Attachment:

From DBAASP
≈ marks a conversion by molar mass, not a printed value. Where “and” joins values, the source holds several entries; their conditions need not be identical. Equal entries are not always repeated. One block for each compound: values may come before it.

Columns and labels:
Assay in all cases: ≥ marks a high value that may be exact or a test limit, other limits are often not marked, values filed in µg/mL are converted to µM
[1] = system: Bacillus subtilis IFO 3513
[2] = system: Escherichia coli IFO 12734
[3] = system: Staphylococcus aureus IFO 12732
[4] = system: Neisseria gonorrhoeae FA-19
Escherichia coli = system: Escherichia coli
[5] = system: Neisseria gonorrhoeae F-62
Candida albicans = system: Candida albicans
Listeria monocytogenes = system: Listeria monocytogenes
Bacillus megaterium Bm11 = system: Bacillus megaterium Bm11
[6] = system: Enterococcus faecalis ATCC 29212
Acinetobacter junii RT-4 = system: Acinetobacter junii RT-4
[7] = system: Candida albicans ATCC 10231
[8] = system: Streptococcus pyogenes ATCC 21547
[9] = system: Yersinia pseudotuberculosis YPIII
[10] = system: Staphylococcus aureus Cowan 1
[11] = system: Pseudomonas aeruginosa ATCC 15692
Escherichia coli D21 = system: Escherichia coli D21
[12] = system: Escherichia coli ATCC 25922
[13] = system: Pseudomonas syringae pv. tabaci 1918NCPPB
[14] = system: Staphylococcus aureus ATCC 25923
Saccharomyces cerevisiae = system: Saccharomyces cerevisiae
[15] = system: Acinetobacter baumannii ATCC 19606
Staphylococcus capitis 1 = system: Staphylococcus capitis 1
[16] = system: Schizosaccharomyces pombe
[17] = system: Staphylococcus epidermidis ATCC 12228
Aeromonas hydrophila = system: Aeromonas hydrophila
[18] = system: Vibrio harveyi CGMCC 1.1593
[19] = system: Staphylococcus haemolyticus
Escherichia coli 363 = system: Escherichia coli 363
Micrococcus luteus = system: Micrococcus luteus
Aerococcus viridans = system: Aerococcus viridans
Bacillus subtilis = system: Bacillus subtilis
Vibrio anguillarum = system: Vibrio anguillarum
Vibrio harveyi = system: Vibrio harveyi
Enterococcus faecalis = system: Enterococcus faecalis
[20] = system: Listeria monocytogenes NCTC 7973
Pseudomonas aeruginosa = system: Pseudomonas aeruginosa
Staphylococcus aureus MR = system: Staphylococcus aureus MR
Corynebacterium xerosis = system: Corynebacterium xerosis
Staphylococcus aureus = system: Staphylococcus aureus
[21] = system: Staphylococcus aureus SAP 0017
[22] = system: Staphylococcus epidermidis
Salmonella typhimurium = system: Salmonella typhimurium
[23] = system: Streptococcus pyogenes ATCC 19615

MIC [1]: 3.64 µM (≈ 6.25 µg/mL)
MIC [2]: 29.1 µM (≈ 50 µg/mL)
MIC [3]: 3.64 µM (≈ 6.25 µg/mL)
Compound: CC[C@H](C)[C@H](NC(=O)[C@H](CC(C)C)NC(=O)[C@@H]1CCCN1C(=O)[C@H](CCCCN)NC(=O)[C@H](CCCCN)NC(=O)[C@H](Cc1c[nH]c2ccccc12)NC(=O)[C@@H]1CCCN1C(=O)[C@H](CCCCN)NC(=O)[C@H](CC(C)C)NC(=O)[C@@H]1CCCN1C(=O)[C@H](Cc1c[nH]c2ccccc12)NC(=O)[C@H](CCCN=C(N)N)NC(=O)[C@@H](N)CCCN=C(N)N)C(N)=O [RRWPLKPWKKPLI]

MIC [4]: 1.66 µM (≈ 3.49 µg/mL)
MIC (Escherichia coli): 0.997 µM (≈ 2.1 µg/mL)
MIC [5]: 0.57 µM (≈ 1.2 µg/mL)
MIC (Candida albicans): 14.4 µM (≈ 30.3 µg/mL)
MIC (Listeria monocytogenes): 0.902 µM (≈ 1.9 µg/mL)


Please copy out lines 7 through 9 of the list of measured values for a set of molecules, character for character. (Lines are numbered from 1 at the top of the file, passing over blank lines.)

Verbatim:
[3] = system: Staphylococcus aureus IFO 12732
[4] = system: Neisseria gonorrhoeae FA-19
Escherichia coli = system: Escherichia coli